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Officer’s lawyer calls for acquittal in George Floyd murder: ‘A tragic end doesn’t mean it’s a crime’

The attorney for one of the former Minneapolis police officers charged in connection with the death of George Floyd has called for his acquittal, saying a “tragic ending doesn’t mean it’s a crime.”

Robert Paule said in his closing arguments on Tuesday that Tou Thao did not act with “an evil purpose or improper motive” when he failed to stop Derek Chauvin from murdering the black man on Memorial Day 2020.

“There is only one reasonable verdict, and that verdict is not guilty. Remember, just because something has a tragic ending doesn’t make it a crime,” he told the court.

Mr. Thao, an eight-year veteran officer who restrained bystanders and prevented them from intervening in the fatal encounter, is on trial alongside fellow former officers J. Alexander Kueng and Thomas Lane on federal charges of breaching the law. Floyd’s civil rights.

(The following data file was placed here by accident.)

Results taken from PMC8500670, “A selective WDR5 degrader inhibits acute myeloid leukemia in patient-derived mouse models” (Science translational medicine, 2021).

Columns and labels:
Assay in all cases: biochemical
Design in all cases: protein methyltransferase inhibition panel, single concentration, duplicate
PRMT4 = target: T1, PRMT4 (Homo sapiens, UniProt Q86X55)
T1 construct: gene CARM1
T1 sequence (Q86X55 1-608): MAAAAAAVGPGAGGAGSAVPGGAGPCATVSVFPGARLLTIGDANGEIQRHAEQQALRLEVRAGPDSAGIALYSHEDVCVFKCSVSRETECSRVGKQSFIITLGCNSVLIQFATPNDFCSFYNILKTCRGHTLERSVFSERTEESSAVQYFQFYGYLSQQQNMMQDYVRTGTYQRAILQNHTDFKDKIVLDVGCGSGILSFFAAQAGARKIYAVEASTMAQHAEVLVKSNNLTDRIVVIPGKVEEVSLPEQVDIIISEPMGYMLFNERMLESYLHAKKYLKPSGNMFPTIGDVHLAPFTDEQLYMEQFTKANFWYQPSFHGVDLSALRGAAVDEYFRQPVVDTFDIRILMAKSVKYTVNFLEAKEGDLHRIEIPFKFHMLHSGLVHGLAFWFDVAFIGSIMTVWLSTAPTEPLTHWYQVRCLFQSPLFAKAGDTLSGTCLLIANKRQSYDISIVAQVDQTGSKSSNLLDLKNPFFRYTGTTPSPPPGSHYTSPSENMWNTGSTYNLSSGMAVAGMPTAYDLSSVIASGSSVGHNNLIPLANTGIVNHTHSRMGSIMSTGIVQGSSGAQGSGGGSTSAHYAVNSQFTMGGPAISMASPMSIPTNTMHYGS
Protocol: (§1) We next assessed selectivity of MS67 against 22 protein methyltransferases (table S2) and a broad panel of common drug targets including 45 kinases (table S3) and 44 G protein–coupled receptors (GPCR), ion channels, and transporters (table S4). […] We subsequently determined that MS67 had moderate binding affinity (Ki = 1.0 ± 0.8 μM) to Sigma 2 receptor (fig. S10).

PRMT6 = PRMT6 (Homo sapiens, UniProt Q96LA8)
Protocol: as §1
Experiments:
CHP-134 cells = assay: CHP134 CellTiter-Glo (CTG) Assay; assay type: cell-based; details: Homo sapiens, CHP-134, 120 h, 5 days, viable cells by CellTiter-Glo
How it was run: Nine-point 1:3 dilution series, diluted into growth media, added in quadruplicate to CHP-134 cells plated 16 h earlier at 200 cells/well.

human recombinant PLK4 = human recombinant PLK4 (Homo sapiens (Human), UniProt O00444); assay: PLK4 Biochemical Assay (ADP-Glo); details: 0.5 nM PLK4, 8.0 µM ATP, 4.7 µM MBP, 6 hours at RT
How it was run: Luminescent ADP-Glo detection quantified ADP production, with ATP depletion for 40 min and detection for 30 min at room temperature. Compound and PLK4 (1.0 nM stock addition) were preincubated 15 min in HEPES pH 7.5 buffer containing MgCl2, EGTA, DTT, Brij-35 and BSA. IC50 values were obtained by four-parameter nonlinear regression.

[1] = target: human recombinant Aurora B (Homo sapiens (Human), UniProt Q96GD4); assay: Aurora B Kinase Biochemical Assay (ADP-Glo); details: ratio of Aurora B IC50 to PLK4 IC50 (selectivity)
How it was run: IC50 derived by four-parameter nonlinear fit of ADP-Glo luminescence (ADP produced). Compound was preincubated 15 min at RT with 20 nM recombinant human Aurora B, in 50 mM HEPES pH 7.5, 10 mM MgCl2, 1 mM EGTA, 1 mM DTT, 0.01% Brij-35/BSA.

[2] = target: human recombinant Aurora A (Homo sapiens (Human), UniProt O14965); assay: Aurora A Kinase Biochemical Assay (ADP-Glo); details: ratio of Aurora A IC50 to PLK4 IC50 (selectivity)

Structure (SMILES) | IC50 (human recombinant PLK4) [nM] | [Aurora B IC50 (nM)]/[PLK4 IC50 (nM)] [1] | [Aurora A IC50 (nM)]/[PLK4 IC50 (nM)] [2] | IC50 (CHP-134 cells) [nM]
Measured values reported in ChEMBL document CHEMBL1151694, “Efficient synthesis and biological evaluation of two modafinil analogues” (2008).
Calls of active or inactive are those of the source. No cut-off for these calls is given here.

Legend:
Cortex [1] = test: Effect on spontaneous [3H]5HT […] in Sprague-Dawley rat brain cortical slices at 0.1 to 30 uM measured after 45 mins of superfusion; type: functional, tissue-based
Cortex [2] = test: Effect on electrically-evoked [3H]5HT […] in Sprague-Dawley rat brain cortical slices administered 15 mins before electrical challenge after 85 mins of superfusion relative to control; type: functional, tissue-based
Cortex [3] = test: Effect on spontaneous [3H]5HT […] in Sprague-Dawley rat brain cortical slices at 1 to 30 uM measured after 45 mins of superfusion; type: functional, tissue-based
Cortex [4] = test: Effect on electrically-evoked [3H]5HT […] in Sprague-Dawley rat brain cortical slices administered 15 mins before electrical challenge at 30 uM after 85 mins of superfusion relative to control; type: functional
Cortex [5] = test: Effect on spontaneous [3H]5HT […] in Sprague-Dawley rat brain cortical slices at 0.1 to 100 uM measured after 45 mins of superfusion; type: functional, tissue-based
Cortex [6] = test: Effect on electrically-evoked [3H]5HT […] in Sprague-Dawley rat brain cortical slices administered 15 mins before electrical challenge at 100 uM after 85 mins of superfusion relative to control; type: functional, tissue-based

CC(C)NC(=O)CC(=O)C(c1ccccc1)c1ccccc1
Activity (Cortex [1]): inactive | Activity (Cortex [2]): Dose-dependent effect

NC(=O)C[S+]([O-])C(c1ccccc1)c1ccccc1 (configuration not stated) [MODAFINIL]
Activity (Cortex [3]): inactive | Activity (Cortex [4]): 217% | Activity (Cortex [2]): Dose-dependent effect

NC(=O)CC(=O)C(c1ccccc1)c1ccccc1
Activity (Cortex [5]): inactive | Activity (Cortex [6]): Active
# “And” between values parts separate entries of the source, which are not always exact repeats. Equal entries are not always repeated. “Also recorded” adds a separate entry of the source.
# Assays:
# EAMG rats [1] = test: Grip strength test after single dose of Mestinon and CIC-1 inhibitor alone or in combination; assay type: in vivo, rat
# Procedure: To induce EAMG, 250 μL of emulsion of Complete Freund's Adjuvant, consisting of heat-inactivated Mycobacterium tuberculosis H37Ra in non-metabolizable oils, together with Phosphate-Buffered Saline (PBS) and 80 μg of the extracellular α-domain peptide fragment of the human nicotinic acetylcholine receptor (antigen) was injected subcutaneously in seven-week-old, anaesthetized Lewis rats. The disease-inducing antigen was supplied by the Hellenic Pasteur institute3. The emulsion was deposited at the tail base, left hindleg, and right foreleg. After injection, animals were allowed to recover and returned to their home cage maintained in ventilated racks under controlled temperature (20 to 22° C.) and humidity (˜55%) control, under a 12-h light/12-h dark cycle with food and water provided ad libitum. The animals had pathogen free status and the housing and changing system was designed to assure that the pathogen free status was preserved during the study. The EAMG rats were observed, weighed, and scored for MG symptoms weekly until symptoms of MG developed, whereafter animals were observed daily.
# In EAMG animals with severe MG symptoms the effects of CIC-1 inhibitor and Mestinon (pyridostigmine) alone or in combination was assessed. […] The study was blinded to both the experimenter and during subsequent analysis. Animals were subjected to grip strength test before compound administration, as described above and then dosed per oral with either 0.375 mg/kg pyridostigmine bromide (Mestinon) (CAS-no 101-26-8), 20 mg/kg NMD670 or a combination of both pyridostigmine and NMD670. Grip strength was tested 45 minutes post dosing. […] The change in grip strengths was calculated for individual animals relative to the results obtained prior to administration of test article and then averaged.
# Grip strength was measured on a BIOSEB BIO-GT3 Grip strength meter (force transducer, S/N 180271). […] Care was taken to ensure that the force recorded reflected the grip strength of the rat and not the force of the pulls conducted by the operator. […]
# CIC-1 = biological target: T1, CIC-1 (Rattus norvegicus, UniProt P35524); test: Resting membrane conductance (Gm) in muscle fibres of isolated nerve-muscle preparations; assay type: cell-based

All three are charged with one count of depriving Mr. Floyd of his civil rights by failing to provide him with medical care. Mr. Thao and Mr. Kueng are also accused of depriving Mr. Floyd of his civil rights by failing to intervene to stop Chauvin’s unreasonable use of force.

The two counts, which relate to what the officers failed to do rather than the actions they took that day, allege that the officers’ actions resulted in Mr Floyd’s death.

All three officers have pleaded not guilty to the charges.

Closing arguments began on Tuesday, with prosecutors telling the court that none of the three officers did anything to try to arrest Chauvin or to try to save Mr Floyd’s life.

“They did nothing to stop Derek Chauvin or to help George Floyd. You know it because you saw it,” prosecutor Manda Sertich said.

The prosecutor rejected the argument made by the three defendants that they were following orders from Chauvin – the most senior officer at the scene that day.

“Agent Chauvin doesn’t order these defendants, he barely talks to them,” she said.